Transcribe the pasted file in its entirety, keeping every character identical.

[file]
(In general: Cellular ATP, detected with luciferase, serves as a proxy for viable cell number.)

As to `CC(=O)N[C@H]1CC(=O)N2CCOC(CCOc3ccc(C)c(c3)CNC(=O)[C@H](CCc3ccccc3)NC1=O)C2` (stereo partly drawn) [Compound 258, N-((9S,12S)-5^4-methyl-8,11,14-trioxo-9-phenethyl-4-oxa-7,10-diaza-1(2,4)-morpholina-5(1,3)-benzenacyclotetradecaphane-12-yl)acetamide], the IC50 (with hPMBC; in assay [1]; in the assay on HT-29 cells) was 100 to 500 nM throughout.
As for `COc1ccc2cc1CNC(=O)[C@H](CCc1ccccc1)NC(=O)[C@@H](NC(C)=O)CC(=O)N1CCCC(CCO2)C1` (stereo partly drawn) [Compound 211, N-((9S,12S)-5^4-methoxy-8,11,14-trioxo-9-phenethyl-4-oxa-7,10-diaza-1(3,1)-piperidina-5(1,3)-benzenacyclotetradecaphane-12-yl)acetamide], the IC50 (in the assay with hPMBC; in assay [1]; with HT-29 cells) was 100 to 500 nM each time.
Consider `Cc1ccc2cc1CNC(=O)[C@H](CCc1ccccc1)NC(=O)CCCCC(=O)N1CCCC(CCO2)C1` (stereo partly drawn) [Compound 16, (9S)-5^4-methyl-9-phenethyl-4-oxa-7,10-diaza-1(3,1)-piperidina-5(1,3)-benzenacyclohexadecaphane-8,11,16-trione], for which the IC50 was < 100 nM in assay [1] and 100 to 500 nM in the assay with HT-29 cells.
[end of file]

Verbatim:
(In general: Cellular ATP, detected with luciferase, serves as a proxy for viable cell number.)

As to `CC(=O)N[C@H]1CC(=O)N2CCOC(CCOc3ccc(C)c(c3)CNC(=O)[C@H](CCc3ccccc3)NC1=O)C2` (stereo partly drawn) [Compound 258, N-((9S,12S)-5^4-methyl-8,11,14-trioxo-9-phenethyl-4-oxa-7,10-diaza-1(2,4)-morpholina-5(1,3)-benzenacyclotetradecaphane-12-yl)acetamide], the IC50 (with hPMBC; in assay [1]; in the assay on HT-29 cells) was 100 to 500 nM throughout.
As for `COc1ccc2cc1CNC(=O)[C@H](CCc1ccccc1)NC(=O)[C@@H](NC(C)=O)CC(=O)N1CCCC(CCO2)C1` (stereo partly drawn) [Compound 211, N-((9S,12S)-5^4-methoxy-8,11,14-trioxo-9-phenethyl-4-oxa-7,10-diaza-1(3,1)-piperidina-5(1,3)-benzenacyclotetradecaphane-12-yl)acetamide], the IC50 (in the assay with hPMBC; in assay [1]; with HT-29 cells) was 100 to 500 nM each time.
Consider `Cc1ccc2cc1CNC(=O)[C@H](CCc1ccccc1)NC(=O)CCCCC(=O)N1CCCC(CCO2)C1` (stereo partly drawn) [Compound 16, (9S)-5^4-methyl-9-phenethyl-4-oxa-7,10-diaza-1(3,1)-piperidina-5(1,3)-benzenacyclohexadecaphane-8,11,16-trione], for which the IC50 was < 100 nM in assay [1] and 100 to 500 nM in the assay with HT-29 cells.